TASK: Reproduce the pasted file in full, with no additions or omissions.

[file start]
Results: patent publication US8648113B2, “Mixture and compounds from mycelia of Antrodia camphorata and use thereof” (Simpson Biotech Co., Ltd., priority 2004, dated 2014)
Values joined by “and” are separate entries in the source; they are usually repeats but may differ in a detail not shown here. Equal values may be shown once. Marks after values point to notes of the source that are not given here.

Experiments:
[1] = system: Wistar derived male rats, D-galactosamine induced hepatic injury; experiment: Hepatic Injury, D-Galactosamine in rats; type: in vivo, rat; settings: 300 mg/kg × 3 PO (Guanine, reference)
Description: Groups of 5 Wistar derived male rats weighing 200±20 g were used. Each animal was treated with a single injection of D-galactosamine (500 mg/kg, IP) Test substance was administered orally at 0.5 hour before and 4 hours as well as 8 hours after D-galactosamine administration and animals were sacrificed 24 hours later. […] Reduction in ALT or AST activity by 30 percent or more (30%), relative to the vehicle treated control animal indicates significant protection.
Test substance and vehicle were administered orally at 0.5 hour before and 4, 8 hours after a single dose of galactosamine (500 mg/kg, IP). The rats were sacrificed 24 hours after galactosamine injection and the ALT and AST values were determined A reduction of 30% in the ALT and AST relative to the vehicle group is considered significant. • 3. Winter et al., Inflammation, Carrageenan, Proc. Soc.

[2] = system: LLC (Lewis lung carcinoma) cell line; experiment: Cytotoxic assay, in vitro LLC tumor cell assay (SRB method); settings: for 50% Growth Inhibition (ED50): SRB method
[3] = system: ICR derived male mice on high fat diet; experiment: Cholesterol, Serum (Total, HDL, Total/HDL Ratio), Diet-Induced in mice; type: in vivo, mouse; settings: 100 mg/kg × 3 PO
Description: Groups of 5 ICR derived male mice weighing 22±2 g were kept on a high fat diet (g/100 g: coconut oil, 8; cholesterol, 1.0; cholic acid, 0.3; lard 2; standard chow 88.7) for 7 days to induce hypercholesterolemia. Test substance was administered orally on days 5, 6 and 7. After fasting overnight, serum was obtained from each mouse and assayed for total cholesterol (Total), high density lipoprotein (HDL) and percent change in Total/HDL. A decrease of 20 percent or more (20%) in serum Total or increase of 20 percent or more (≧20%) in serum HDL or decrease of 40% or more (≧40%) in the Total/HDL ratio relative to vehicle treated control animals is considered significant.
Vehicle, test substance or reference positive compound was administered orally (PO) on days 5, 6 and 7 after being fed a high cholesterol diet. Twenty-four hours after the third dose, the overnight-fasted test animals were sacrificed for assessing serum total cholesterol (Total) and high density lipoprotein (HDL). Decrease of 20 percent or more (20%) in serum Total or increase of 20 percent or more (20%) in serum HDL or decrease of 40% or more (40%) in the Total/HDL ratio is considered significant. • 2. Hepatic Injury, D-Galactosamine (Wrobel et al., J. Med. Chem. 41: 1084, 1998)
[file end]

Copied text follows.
Results: patent publication US8648113B2, “Mixture and compounds from mycelia of Antrodia camphorata and use thereof” (Simpson Biotech Co., Ltd., priority 2004, dated 2014)
Values joined by “and” are separate entries in the source; they are usually repeats but may differ in a detail not shown here. Equal values may be shown once. Marks after values point to notes of the source that are not given here.

Experiments:
[1] = system: Wistar derived male rats, D-galactosamine induced hepatic injury; experiment: Hepatic Injury, D-Galactosamine in rats; type: in vivo, rat; settings: 300 mg/kg × 3 PO (Guanine, reference)
Description: Groups of 5 Wistar derived male rats weighing 200±20 g were used. Each animal was treated with a single injection of D-galactosamine (500 mg/kg, IP) Test substance was administered orally at 0.5 hour before and 4 hours as well as 8 hours after D-galactosamine administration and animals were sacrificed 24 hours later. […] Reduction in ALT or AST activity by 30 percent or more (30%), relative to the vehicle treated control animal indicates significant protection.
Test substance and vehicle were administered orally at 0.5 hour before and 4, 8 hours after a single dose of galactosamine (500 mg/kg, IP). The rats were sacrificed 24 hours after galactosamine injection and the ALT and AST values were determined A reduction of 30% in the ALT and AST relative to the vehicle group is considered significant. • 3. Winter et al., Inflammation, Carrageenan, Proc. Soc.

[2] = system: LLC (Lewis lung carcinoma) cell line; experiment: Cytotoxic assay, in vitro LLC tumor cell assay (SRB method); settings: for 50% Growth Inhibition (ED50): SRB method
[3] = system: ICR derived male mice on high fat diet; experiment: Cholesterol, Serum (Total, HDL, Total/HDL Ratio), Diet-Induced in mice; type: in vivo, mouse; settings: 100 mg/kg × 3 PO
Description: Groups of 5 ICR derived male mice weighing 22±2 g were kept on a high fat diet (g/100 g: coconut oil, 8; cholesterol, 1.0; cholic acid, 0.3; lard 2; standard chow 88.7) for 7 days to induce hypercholesterolemia. Test substance was administered orally on days 5, 6 and 7. After fasting overnight, serum was obtained from each mouse and assayed for total cholesterol (Total), high density lipoprotein (HDL) and percent change in Total/HDL. A decrease of 20 percent or more (20%) in serum Total or increase of 20 percent or more (≧20%) in serum HDL or decrease of 40% or more (≧40%) in the Total/HDL ratio relative to vehicle treated control animals is considered significant.
Vehicle, test substance or reference positive compound was administered orally (PO) on days 5, 6 and 7 after being fed a high cholesterol diet. Twenty-four hours after the third dose, the overnight-fasted test animals were sacrificed for assessing serum total cholesterol (Total) and high density lipoprotein (HDL). Decrease of 20 percent or more (20%) in serum Total or increase of 20 percent or more (20%) in serum HDL or decrease of 40% or more (40%) in the Total/HDL ratio is considered significant. • 2. Hepatic Injury, D-Galactosamine (Wrobel et al., J. Med. Chem. 41: 1084, 1998)